Christmas Crackers

Christmas crackers are festive table decorations that make a ‘bang’ sound when pulled apart and most contain a small gift, paper hat and a joke!

Crackers have become commonplace at Christmas over dinner and have been around for over 150 years.

There are a couple of versions of cracker tradition, one in which the person who ends up with the larger portion of the cracker wins the contents, in another (and more common today) each person has their own cracker and they keep the contents regardless of who ends up with the larger end.

The tradition of wearing a festive hat is believed to date back to Roman times and the Saturnalia celebrations, which also involved decorative headgear.


The cracker was invented by London-based confectioner and baker, Tom Smith (1823-1869), who set up a shop in Goswell Road, Clerkenwell in the 1840s. Initially, Smith created wedding cakes and sweets and then on a trip to Paris he discovered the French ‘bon bon’, which provided a hit at Christmas time. To encourage year-round sales, Smith then added a love motto to the inside of the wrapper.

The inspiration behind the ‘pop’ or ‘bang’ supposedly came from the sound of a log fire crackling. Smith patented his first cracker in 1847 and had perfected the mechanism in the 1860s. It is caused by two narrow strips of paper which are layered together, with silver fulminate painted on one side and an abrasive surface on the other. When pulled, the friction creates a small explosion!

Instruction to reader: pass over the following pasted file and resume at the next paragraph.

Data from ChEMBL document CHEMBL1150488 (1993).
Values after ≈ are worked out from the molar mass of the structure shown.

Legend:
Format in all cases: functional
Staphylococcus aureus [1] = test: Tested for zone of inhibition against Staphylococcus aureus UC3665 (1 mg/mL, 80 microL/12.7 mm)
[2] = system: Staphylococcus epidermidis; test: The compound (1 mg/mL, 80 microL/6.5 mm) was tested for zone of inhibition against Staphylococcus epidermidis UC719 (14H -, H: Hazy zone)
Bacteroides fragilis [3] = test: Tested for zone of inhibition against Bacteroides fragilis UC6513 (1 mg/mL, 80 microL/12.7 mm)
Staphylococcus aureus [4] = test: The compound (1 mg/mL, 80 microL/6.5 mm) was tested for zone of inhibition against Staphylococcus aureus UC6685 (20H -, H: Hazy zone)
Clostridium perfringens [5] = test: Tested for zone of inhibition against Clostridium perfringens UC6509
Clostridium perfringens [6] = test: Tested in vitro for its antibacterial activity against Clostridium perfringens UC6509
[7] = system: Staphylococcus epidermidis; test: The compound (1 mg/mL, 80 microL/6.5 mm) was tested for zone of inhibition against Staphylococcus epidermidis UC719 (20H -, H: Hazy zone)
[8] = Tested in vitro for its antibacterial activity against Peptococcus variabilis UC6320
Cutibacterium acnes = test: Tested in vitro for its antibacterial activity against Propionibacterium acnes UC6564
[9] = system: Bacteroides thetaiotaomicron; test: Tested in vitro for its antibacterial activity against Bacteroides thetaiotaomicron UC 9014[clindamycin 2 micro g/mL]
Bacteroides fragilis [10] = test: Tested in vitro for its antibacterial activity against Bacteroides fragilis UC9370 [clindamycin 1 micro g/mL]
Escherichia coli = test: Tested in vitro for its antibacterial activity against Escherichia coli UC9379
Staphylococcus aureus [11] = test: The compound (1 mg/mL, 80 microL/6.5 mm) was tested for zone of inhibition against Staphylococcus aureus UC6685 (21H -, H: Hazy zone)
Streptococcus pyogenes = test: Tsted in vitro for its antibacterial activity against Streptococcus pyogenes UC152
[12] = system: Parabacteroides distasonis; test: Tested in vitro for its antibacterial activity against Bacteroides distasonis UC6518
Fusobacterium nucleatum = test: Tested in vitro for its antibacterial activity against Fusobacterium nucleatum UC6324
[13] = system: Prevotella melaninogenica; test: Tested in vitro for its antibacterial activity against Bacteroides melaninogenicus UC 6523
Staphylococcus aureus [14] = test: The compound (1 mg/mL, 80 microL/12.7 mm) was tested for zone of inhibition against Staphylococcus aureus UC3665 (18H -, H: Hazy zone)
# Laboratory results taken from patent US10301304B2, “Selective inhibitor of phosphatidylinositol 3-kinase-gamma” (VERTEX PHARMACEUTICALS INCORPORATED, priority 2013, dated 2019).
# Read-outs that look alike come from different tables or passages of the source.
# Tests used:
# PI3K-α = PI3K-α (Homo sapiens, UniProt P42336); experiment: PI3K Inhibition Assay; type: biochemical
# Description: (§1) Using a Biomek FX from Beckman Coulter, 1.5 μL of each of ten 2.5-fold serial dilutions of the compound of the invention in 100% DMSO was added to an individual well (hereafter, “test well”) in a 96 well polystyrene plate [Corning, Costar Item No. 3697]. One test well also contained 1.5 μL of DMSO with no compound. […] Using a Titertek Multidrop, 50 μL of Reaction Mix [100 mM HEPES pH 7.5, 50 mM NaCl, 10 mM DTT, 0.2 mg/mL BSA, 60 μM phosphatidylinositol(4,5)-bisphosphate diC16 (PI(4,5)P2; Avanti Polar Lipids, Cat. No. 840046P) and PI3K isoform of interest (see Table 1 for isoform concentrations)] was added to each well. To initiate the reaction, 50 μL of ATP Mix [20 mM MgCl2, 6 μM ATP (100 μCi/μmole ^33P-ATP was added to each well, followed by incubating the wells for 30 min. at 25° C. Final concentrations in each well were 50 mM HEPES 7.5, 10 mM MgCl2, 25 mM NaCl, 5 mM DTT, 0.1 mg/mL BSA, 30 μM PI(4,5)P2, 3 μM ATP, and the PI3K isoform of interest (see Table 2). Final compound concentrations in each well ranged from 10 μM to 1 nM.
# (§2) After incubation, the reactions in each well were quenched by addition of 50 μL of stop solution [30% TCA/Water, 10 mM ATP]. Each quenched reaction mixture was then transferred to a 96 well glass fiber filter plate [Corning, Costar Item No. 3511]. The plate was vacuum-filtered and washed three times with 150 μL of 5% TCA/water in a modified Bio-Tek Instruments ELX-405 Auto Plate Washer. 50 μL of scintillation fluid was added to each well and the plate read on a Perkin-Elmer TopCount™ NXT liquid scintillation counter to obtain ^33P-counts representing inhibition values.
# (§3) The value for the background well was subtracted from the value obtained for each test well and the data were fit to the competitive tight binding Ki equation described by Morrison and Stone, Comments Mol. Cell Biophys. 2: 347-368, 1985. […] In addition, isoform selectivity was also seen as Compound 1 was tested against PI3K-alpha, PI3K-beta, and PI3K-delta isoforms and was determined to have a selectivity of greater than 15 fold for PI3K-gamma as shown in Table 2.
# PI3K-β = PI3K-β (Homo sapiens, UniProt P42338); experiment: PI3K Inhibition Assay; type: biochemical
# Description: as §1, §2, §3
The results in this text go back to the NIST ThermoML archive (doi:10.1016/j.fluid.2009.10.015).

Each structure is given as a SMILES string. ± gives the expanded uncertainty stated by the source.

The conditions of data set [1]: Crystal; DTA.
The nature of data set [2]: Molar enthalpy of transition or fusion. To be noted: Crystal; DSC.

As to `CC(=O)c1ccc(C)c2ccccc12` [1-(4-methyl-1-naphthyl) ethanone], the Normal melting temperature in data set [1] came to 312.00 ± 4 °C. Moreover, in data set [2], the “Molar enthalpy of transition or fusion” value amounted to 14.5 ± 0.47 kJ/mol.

In order to battle off any competition, their company introduced a range of different cracker designs and they were marketed for use as novelty at a number of celebrations. Walter, Tom’s son, added the elaborate paper hats and sourced novelty gifts from Europe, America and Japan. The cracker’s success enabled the business to grow and move to a bigger premises in Finsbury Square, eventually employing 2,000 people by the 1890’s including many female workers.

Crackers Through History

Initially, crackers and their paper hats were actually made by hand, involving cutting tissue paper with heavy guillotines, folding pasting, and carefully packing for the perfect presentation.

Over the years, novelty crackers have followed topical trends with writers being commissioned to compose snappy lines and jokes referencing popular crazes along with the artwork for cracker boxes. Crackers have not only been used to celebrate Christmas but were used to celebrate major occasions throughout history including the end of the First World War in 1918 and the 1926 World Tour by Price Edward.

Take a look at this amazing short film from 1910 which shows ‘Lion Head Brand’ crackers being manufactured in an Edwardian factory.

We hope you all enjoy pulling your Christmas crackers this year and when you do, have a think about how long the humble cracker has been around and how far it’s come!

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